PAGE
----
CBD for Dogs

Does CBD have any medical uses, and can it be used safely for pet dogs?

What is CBD?

Cannabidiol (CBD) is a naturally occurring chemical substance that is an active ingredient in marijuana.  It is not a narcotic and has no psycho-active effects – unlike THC, the other major compound found in marijuana and hemp. In the past year, it has been extensively marketed as a beneficial treatment for a number of health issues and has turned into a huge industry.  You can’t drive past a strip mall without seeing stores advertising CBD products.

What is it used for?

CBD products are available in capsules, pills, topical creams, lotions, oils and tinctures, food additives, smoothies, gummies, vaping products and pretty much any other form that can be taken internally or applied to skin1.  They are marketed as treatments for a huge array of ailments, including anxiety, PTSD, chronic pain, arthritis, cancer, multiple sclerosis, Parkinson’s Disease, autism and Alzheimer’s disease2,3, in both humans and animals.

Does it work?

Does it?  We don’t know.

There is clinical evidence that CBD is effective in treating some forms of childhood epilepsy.  And early studies suggest that CBD has some effect on insomnia and anxiety in humans, and in treating anxiety in humans.  Early studies indicated that it may have some use as an anti-inflammatory4.   However, later testing showed no pain-relieving or anti-inflammatory effects in dogs5.

Recent testing has also shown that CBD was not effective in reducing anxiety in dogs, either alone or in combination with other medications.  In fact, it seems to reduce the effectiveness of other medications when used in combination with them6.

The FDA has issued warnings to several companies, ordering them to stop making unproven claims about CBD’s effectiveness.  However, these warnings have little effect, and the FDA is essentially playing whack-a-mole in trying to reign in consumer fraud regarding CBD.

Adding to the confusion is that dogs have entirely different digestive systems than humans and produce different digestive enzymes.  Products designed for human consumption don not always work with dogs.

What are the issues with it?

First of all, there’s a serious lack of testing.  And much of CBD testing has been of questionable quality, relying on owners’ and veterinarians’ impressions of effectiveness rather than objective testing.  An AVMA spokesman estimates that the placebo effect of CBD studies can be as high as 40% 7.   As discussed above, when controlled testing takes place, efficacy claims are placed in serious doubt.

Being an unregulated product, there is no way of knowing whether the contents of a pill, cream or other form of CBD actually match what’s on the label8.   Further, its available in a wide range of forms.  We don’t know it should be administered or what dosage may be effective – if it has any effect at all.

We do know that it can cause liver damage and that it can affect other medications.  It can also cause mood changes and stomach upset9.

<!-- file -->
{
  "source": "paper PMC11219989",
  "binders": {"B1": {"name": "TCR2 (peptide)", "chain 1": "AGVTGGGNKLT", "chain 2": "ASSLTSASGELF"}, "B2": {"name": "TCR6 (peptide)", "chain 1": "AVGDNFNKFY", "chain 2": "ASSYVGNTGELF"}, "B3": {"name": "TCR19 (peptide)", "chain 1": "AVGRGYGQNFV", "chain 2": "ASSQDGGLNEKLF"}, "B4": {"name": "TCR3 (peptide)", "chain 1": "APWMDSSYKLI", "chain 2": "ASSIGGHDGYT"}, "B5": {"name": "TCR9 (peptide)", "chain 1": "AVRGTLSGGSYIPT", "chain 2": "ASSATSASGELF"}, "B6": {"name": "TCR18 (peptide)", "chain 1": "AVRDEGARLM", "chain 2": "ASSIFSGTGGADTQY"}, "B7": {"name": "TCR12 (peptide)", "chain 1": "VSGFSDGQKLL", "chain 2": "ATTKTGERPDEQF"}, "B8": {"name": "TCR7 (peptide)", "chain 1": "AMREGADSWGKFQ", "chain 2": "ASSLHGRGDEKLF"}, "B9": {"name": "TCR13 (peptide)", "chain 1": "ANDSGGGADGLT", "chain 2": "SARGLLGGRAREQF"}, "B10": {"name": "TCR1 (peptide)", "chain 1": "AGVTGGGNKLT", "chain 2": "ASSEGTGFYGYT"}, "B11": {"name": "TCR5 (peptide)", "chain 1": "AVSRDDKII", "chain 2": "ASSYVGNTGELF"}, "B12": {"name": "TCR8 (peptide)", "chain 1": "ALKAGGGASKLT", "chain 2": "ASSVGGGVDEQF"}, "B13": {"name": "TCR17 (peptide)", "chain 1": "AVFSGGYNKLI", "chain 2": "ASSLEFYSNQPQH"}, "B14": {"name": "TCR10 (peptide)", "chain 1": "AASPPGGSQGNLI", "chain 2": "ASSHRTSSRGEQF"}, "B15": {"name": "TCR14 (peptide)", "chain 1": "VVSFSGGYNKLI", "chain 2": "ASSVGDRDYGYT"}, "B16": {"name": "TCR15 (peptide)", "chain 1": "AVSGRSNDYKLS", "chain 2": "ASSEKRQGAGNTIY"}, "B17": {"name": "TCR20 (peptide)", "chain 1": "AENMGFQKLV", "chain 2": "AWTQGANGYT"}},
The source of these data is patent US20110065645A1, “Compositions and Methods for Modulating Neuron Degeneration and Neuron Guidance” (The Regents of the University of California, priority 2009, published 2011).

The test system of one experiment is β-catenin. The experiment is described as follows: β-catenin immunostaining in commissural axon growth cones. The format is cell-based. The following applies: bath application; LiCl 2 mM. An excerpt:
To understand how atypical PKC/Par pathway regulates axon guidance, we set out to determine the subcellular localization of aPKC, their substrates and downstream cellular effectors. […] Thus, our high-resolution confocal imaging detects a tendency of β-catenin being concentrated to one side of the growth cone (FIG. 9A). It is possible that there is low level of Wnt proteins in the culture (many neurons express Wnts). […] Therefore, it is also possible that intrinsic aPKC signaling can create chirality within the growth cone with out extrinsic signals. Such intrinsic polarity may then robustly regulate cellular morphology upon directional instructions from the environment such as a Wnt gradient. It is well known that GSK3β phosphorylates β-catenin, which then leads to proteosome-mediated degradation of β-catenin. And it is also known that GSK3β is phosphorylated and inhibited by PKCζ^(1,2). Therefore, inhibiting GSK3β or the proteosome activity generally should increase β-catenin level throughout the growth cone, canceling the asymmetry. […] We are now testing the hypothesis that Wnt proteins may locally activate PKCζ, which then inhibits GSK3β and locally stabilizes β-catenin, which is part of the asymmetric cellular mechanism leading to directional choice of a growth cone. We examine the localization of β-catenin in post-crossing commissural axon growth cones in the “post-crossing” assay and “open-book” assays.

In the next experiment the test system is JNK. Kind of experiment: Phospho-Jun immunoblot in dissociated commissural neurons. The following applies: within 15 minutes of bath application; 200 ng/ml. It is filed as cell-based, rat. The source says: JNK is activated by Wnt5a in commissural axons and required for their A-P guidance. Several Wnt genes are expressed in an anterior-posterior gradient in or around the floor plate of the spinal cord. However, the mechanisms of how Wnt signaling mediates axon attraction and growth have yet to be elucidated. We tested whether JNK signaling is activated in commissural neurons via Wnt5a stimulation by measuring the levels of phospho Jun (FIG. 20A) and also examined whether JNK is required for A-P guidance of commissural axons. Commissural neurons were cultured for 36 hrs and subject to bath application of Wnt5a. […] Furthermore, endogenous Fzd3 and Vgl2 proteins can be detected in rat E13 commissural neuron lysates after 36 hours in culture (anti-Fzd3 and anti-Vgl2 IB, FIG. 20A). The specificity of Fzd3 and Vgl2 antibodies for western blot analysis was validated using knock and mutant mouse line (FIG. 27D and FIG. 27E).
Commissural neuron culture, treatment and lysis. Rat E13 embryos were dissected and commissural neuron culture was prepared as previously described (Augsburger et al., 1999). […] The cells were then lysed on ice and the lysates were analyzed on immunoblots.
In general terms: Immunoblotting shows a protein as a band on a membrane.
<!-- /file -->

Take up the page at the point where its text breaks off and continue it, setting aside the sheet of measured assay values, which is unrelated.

What’s the bottom line?

CBD has some interesting possibilities, but we have to wait for the scientific process to prove or disprove the marketing claims.  It is probably safe in that it won’t cause harm to your pets, although side effects have been noted, but we have no reason to believe that it will be effective in treating any physical, emotional or mental conditions.  And we don’t know how it may interact with other drugs, how it should be administered, what form it should take and what dosage is needed.  Further, until it is regulated in some form, we have no way to know what’s in those pills or gummies that are sold online or over the counter.

My advice:  If you think your dog needs medication for some condition, talk to your vet.

References:

  1. Beginners guide to CBD.  Retrieved from Your Guide to CBD (healthline.com)
  2. Mother Jones. (December 2018) Sorry, Hipsters. CBD Will Not Solve All Your Problems. Retrieved from Sorry, Hipsters. CBD Will Not Solve All Your Problems. – Mother Jones
  3. Hazekamp, A., (2018), The Trouble with CBD Oil, Medical Cannabis and Cannabinoids 2018 (1). 65 – 72. doi: 10.1159/000489287
  4. Grinspoon, P. (August 24, 2018), Cannabidoil (CBD) – What We Know and What We Don’t. Harvard Health Publishing.  Retrieved from Cannabidiol (CBD) — what we know and what we don’t – Harvard Health Blog – Harvard Health Publishing
  5. Mejia, S., Duerr, F. M., Griffenhagen, G. and McGrath, S. (2021). Evaluation of the Effect of Cannabidoil on Naturally Occurring Osteoarthritis-Association Pain: A Pilot Study in Dogs.  Journal of the American Animal Hospital Association 57 (2), 81-90. doi:  5326/JAAHA-MS-7119
  6. Morris, E. M., Kitts-Morgan, S. E., Spangler, D., McLeod, K. R., Costa, J. H. and Harmon, D. L. (2020), The Impact of Feeding Cannabidoil (CBD) Containing Treats on Canine Response to a Noise-Induced Fear Test. Frontiers in Veterinary Science (2020).  doi:  3389/fvets.2020.569565
  7. DVM360, CBD in Pets, retrieved from CBD in Pets (dvm360.com)
  8. Grinspoon, et al.
  9. S. Food and Drug Administration. What You Need to Know (And What We’re Working to Find Out) About Products Containing Cannabis or Cannabis-Derived Compounds, Including CBD.  Retrieved from:  What You Need to Know (And What We’re Working to Find Out) About Products Containing Cannabis or Cannabis-derived Compounds, Including CBD | FDA
Posted in alternative veterinary medicine, Pet health.

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